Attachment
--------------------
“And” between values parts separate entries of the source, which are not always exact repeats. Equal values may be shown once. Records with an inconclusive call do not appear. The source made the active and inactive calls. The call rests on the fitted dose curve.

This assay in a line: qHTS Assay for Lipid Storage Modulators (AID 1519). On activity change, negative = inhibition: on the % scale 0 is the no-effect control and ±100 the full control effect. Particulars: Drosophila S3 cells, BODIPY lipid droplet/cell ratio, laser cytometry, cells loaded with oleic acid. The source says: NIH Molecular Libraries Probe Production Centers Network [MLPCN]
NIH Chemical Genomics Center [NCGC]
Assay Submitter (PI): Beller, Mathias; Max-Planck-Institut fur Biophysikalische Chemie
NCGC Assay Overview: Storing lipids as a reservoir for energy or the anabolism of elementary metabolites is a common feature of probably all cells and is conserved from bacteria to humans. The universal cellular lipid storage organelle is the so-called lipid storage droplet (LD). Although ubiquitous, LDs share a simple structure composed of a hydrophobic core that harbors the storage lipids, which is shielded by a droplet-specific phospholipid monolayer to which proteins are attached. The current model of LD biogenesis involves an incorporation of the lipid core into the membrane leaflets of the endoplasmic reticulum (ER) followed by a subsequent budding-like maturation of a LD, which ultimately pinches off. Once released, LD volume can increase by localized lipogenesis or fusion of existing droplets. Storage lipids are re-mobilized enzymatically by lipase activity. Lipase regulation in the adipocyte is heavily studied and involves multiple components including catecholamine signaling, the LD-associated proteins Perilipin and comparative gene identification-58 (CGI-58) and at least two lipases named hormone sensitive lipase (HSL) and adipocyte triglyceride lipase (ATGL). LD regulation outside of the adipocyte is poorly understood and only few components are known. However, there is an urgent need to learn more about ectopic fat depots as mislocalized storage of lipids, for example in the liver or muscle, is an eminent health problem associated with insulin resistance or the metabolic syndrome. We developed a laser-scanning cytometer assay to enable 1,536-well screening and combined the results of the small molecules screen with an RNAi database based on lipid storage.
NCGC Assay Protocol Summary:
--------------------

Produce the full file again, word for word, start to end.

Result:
“And” between values parts separate entries of the source, which are not always exact repeats. Equal values may be shown once. Records with an inconclusive call do not appear. The source made the active and inactive calls. The call rests on the fitted dose curve.

This assay in a line: qHTS Assay for Lipid Storage Modulators (AID 1519). On activity change, negative = inhibition: on the % scale 0 is the no-effect control and ±100 the full control effect. Particulars: Drosophila S3 cells, BODIPY lipid droplet/cell ratio, laser cytometry, cells loaded with oleic acid. The source says: NIH Molecular Libraries Probe Production Centers Network [MLPCN]
NIH Chemical Genomics Center [NCGC]
Assay Submitter (PI): Beller, Mathias; Max-Planck-Institut fur Biophysikalische Chemie
NCGC Assay Overview: Storing lipids as a reservoir for energy or the anabolism of elementary metabolites is a common feature of probably all cells and is conserved from bacteria to humans. The universal cellular lipid storage organelle is the so-called lipid storage droplet (LD). Although ubiquitous, LDs share a simple structure composed of a hydrophobic core that harbors the storage lipids, which is shielded by a droplet-specific phospholipid monolayer to which proteins are attached. The current model of LD biogenesis involves an incorporation of the lipid core into the membrane leaflets of the endoplasmic reticulum (ER) followed by a subsequent budding-like maturation of a LD, which ultimately pinches off. Once released, LD volume can increase by localized lipogenesis or fusion of existing droplets. Storage lipids are re-mobilized enzymatically by lipase activity. Lipase regulation in the adipocyte is heavily studied and involves multiple components including catecholamine signaling, the LD-associated proteins Perilipin and comparative gene identification-58 (CGI-58) and at least two lipases named hormone sensitive lipase (HSL) and adipocyte triglyceride lipase (ATGL). LD regulation outside of the adipocyte is poorly understood and only few components are known. However, there is an urgent need to learn more about ectopic fat depots as mislocalized storage of lipids, for example in the liver or muscle, is an eminent health problem associated with insulin resistance or the metabolic syndrome. We developed a laser-scanning cytometer assay to enable 1,536-well screening and combined the results of the small molecules screen with an RNAi database based on lipid storage.
NCGC Assay Protocol Summary: